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Onkyo has done a terrific job at differentiating its onscreen presentation from that of the Denon DVD-1800BD, although both share the idea of splitting the setup menu into Custom and Quick modes. Onkyo's setup menu looks modern and tasteful, with a logical structure, legible text and cute graphics. The cursor moves around quickly and the options are easy to understand without the aid of the manual, although the various HDMI audio options might require some clarification.
There are two BD Audio output modes, HD Audio Output and Mix Audio Output, and you'll need to select the former to pipe the raw bitstream to your amp, or the latter if you want to listen to the primary and secondary audio tracks with BonusView PIP content. A separate set of options allows you to select HDMI Multi (Normal), which outputs either bitstream or LPCM, or HDMI Multi (LPCM), which forces it to output LPCM.
The remote is a far cry from the Denon's elegant zapper - it sports a big, chunky shape and feels light and plasticky, but the button placement and labelling are spot-on and there are handy keys for changing the resolution, activating PIP and accessing the pop-up menu.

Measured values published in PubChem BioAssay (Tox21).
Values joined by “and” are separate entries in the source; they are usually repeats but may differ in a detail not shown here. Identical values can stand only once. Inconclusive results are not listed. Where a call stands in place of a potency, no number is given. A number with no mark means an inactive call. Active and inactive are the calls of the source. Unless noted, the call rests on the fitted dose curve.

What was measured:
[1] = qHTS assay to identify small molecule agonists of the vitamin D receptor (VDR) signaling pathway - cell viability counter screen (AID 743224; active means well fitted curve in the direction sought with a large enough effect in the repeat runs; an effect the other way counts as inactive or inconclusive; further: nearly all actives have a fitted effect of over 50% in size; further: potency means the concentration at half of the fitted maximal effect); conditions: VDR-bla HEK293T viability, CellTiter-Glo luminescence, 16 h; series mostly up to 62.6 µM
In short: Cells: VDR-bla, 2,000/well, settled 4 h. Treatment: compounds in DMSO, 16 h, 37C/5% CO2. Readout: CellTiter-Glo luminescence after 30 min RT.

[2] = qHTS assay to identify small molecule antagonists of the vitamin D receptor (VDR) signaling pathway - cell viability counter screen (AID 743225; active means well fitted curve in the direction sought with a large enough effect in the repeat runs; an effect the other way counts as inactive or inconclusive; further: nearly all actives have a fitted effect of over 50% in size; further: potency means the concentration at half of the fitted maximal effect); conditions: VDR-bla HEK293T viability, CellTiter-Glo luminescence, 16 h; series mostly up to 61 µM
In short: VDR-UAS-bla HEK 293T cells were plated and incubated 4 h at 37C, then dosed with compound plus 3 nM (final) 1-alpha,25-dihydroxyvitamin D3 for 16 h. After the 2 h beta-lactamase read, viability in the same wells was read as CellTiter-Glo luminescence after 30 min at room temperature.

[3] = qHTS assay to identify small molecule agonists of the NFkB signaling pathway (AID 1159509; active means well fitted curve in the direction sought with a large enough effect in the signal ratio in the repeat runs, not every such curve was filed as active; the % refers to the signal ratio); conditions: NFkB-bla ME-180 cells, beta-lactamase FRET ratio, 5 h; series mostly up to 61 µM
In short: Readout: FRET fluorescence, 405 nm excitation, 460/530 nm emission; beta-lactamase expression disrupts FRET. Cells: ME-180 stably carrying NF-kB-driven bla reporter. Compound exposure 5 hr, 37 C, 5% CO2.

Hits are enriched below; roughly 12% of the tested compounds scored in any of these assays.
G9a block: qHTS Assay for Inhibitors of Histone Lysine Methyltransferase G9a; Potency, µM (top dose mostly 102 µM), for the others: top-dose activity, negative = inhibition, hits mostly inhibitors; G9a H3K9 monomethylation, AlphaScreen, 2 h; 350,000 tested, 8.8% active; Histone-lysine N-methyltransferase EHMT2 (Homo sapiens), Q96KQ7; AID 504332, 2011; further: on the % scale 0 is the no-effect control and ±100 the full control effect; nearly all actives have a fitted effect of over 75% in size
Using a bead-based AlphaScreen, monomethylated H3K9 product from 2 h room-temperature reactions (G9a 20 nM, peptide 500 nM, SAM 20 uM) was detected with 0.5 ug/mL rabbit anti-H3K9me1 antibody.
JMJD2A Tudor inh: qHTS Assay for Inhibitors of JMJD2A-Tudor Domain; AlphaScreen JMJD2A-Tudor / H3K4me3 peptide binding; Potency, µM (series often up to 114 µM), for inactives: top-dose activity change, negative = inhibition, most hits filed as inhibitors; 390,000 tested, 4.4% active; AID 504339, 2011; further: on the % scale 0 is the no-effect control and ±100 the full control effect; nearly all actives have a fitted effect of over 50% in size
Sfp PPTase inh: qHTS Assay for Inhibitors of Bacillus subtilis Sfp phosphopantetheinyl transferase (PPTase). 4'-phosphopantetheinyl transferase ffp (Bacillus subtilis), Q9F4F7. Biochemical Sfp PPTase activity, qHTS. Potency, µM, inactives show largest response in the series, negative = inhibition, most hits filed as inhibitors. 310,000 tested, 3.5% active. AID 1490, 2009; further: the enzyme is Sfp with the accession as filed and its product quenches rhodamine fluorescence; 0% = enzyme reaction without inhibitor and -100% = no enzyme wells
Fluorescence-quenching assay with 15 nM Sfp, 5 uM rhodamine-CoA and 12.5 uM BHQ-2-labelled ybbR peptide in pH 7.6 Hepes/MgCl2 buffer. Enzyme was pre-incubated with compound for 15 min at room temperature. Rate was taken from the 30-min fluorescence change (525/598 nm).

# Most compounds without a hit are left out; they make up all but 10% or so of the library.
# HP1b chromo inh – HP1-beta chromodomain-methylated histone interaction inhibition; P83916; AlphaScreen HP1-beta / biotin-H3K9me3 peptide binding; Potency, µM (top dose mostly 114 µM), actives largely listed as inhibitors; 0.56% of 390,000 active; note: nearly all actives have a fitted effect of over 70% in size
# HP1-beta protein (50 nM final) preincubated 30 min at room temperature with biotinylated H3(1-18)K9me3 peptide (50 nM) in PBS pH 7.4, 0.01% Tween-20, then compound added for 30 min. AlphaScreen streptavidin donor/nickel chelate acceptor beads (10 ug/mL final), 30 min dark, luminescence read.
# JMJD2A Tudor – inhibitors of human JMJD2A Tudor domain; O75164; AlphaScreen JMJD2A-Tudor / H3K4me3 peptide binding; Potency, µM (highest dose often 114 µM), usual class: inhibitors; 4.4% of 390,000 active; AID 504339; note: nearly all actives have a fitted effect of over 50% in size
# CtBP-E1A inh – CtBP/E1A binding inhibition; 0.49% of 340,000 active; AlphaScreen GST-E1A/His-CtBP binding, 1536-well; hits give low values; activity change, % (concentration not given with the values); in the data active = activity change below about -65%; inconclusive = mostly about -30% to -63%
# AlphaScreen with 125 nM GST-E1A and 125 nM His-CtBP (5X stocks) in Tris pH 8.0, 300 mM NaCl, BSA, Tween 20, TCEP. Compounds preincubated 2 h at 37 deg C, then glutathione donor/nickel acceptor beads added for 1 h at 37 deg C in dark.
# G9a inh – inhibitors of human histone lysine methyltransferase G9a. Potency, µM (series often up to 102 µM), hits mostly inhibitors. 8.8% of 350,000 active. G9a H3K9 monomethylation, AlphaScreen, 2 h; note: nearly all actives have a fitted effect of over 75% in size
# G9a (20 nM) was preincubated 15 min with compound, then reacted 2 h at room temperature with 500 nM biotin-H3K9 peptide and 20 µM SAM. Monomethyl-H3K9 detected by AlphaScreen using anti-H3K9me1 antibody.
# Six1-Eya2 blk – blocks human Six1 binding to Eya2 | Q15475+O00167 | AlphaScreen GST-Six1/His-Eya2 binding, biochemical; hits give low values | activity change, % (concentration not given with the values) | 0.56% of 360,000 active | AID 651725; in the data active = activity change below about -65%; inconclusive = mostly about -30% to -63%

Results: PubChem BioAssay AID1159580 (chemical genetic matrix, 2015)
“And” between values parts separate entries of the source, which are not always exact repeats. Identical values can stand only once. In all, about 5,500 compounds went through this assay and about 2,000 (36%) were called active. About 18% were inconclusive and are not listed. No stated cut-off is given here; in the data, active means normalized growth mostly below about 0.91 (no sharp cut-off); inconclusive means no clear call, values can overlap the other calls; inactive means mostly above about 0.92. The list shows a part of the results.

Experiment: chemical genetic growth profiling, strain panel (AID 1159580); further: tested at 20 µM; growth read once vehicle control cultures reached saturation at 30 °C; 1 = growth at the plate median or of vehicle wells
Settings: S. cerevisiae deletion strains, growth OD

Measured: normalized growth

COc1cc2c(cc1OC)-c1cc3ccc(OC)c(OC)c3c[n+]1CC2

Operating speed is fairly average, and pales in comparison with the LG BD300, our current load-time champion. It boots up in about 25 seconds, which isn't bad, but takes a whole minute to fire up The Dark Knight's first menu screen.
The DV-BD606 delivers a pleasing Blu-ray picture, particularly with The Dark Knight in the disc tray. The movie is presented with plenty of detail, deep blacks and vibrant colours, which make the images look rich and cinematic throughout.
Particularly impressive are the spectacular IMAX sequences showing panoramic shots of Gotham or The Joker blowing up the hospital - they're delivered with exactly the sort of eye-popping clarity and grandeur that the director intended. But it's equally adept at handling the movie's frequent night-time scenes and dingy interior shots, and its refusal to relinquish its grip on detail and contrast in the dark makes for a pleasing watch.
The 1080/24p output results in smooth, judder-free movement, best demonstrated by the bat-bike dodging in and out of traffic, while edges are clean and smooth and there's precious little noise to sully the picture. But a comparison with the superb Pioneer BDP-51FD shows that the Onkyo's pictures aren't quite up to the same standard - its images seem just a fraction softer and less distinct, but there's not much in it.
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